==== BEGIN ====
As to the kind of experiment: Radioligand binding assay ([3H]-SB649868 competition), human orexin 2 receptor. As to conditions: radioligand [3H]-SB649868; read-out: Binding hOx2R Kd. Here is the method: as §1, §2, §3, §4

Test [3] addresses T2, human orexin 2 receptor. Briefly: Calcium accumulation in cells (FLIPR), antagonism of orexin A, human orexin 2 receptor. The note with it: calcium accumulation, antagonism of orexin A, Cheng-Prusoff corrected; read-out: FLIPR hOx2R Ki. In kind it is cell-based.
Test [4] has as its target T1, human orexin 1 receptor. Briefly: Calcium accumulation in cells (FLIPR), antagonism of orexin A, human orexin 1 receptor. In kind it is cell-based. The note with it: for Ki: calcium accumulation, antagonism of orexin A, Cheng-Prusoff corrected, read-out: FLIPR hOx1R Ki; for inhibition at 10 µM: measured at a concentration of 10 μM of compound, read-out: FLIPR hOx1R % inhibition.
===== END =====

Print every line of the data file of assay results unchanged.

As to the kind of experiment: Radioligand binding assay ([3H]-SB649868 competition), human orexin 2 receptor. As to conditions: radioligand [3H]-SB649868; read-out: Binding hOx2R Kd. Here is the method: as §1, §2, §3, §4

Test [3] addresses T2, human orexin 2 receptor. Briefly: Calcium accumulation in cells (FLIPR), antagonism of orexin A, human orexin 2 receptor. The note with it: calcium accumulation, antagonism of orexin A, Cheng-Prusoff corrected; read-out: FLIPR hOx2R Ki. In kind it is cell-based.
Test [4] has as its target T1, human orexin 1 receptor. Briefly: Calcium accumulation in cells (FLIPR), antagonism of orexin A, human orexin 1 receptor. In kind it is cell-based. The note with it: for Ki: calcium accumulation, antagonism of orexin A, Cheng-Prusoff corrected, read-out: FLIPR hOx1R Ki; for inhibition at 10 µM: measured at a concentration of 10 μM of compound, read-out: FLIPR hOx1R % inhibition.